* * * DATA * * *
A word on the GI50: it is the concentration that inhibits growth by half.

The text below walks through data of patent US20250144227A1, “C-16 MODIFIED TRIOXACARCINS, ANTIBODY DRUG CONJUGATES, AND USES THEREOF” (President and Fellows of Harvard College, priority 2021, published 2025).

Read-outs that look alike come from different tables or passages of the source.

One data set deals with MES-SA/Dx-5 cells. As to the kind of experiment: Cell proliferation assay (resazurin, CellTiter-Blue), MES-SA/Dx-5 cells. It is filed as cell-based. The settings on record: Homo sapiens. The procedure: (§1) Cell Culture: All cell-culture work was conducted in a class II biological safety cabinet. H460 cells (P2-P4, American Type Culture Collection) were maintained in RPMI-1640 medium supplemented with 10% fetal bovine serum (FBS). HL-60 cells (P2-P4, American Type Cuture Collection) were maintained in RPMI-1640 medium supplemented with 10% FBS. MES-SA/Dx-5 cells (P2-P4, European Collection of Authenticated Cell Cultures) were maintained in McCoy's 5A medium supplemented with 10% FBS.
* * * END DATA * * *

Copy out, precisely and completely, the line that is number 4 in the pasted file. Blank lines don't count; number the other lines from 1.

One data set deals with MES-SA/Dx-5 cells. As to the kind of experiment: Cell proliferation assay (resazurin, CellTiter-Blue), MES-SA/Dx-5 cells. It is filed as cell-based. The settings on record: Homo sapiens. The procedure: (§1) Cell Culture: All cell-culture work was conducted in a class II biological safety cabinet. H460 cells (P2-P4, American Type Culture Collection) were maintained in RPMI-1640 medium supplemented with 10% fetal bovine serum (FBS). HL-60 cells (P2-P4, American Type Cuture Collection) were maintained in RPMI-1640 medium supplemented with 10% FBS. MES-SA/Dx-5 cells (P2-P4, European Collection of Authenticated Cell Cultures) were maintained in McCoy's 5A medium supplemented with 10% FBS.